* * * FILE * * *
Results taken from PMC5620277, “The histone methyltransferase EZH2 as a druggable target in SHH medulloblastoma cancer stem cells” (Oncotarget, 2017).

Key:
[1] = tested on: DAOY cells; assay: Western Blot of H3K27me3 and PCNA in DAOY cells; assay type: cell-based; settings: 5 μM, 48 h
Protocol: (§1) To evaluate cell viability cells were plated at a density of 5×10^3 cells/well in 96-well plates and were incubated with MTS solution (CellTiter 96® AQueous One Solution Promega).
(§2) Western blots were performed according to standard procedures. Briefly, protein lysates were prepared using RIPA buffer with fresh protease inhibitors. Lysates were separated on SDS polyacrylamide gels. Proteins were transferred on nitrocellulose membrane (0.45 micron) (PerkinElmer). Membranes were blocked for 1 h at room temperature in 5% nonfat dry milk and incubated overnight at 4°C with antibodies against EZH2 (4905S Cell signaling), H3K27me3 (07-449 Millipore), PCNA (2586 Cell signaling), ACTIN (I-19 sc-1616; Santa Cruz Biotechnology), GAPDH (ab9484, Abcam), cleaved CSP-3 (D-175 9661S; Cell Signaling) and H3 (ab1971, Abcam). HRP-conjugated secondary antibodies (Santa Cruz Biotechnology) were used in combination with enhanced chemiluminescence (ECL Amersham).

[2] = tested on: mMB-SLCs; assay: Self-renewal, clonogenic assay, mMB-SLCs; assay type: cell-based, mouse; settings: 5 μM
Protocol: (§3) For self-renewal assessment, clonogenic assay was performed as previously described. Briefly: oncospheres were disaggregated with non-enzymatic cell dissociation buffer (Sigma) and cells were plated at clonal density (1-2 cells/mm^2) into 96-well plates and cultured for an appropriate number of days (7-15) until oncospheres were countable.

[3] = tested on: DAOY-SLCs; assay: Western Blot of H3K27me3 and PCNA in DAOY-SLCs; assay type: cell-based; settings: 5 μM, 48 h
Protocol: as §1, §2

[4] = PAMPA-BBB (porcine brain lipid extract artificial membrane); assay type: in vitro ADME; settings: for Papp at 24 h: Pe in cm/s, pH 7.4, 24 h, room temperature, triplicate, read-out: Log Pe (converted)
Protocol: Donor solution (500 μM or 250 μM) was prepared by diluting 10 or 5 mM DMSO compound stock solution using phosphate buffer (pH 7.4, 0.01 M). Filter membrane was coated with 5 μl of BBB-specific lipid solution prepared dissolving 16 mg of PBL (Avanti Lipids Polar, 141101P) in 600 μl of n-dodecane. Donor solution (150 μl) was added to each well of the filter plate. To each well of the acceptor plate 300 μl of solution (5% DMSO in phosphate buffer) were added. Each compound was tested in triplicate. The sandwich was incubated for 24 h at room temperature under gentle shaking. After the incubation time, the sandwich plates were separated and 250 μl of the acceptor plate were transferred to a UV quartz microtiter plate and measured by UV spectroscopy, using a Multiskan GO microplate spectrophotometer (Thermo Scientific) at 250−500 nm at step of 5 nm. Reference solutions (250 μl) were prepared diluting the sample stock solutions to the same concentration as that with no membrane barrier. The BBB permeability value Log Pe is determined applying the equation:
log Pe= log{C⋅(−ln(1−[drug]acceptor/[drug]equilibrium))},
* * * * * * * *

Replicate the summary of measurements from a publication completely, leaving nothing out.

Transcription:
Results taken from PMC5620277, “The histone methyltransferase EZH2 as a druggable target in SHH medulloblastoma cancer stem cells” (Oncotarget, 2017).

Key:
[1] = tested on: DAOY cells; assay: Western Blot of H3K27me3 and PCNA in DAOY cells; assay type: cell-based; settings: 5 μM, 48 h
Protocol: (§1) To evaluate cell viability cells were plated at a density of 5×10^3 cells/well in 96-well plates and were incubated with MTS solution (CellTiter 96® AQueous One Solution Promega).
(§2) Western blots were performed according to standard procedures. Briefly, protein lysates were prepared using RIPA buffer with fresh protease inhibitors. Lysates were separated on SDS polyacrylamide gels. Proteins were transferred on nitrocellulose membrane (0.45 micron) (PerkinElmer). Membranes were blocked for 1 h at room temperature in 5% nonfat dry milk and incubated overnight at 4°C with antibodies against EZH2 (4905S Cell signaling), H3K27me3 (07-449 Millipore), PCNA (2586 Cell signaling), ACTIN (I-19 sc-1616; Santa Cruz Biotechnology), GAPDH (ab9484, Abcam), cleaved CSP-3 (D-175 9661S; Cell Signaling) and H3 (ab1971, Abcam). HRP-conjugated secondary antibodies (Santa Cruz Biotechnology) were used in combination with enhanced chemiluminescence (ECL Amersham).

[2] = tested on: mMB-SLCs; assay: Self-renewal, clonogenic assay, mMB-SLCs; assay type: cell-based, mouse; settings: 5 μM
Protocol: (§3) For self-renewal assessment, clonogenic assay was performed as previously described. Briefly: oncospheres were disaggregated with non-enzymatic cell dissociation buffer (Sigma) and cells were plated at clonal density (1-2 cells/mm^2) into 96-well plates and cultured for an appropriate number of days (7-15) until oncospheres were countable.

[3] = tested on: DAOY-SLCs; assay: Western Blot of H3K27me3 and PCNA in DAOY-SLCs; assay type: cell-based; settings: 5 μM, 48 h
Protocol: as §1, §2

[4] = PAMPA-BBB (porcine brain lipid extract artificial membrane); assay type: in vitro ADME; settings: for Papp at 24 h: Pe in cm/s, pH 7.4, 24 h, room temperature, triplicate, read-out: Log Pe (converted)
Protocol: Donor solution (500 μM or 250 μM) was prepared by diluting 10 or 5 mM DMSO compound stock solution using phosphate buffer (pH 7.4, 0.01 M). Filter membrane was coated with 5 μl of BBB-specific lipid solution prepared dissolving 16 mg of PBL (Avanti Lipids Polar, 141101P) in 600 μl of n-dodecane. Donor solution (150 μl) was added to each well of the filter plate. To each well of the acceptor plate 300 μl of solution (5% DMSO in phosphate buffer) were added. Each compound was tested in triplicate. The sandwich was incubated for 24 h at room temperature under gentle shaking. After the incubation time, the sandwich plates were separated and 250 μl of the acceptor plate were transferred to a UV quartz microtiter plate and measured by UV spectroscopy, using a Multiskan GO microplate spectrophotometer (Thermo Scientific) at 250−500 nm at step of 5 nm. Reference solutions (250 μl) were prepared diluting the sample stock solutions to the same concentration as that with no membrane barrier. The BBB permeability value Log Pe is determined applying the equation:
log Pe= log{C⋅(−ln(1−[drug]acceptor/[drug]equilibrium))},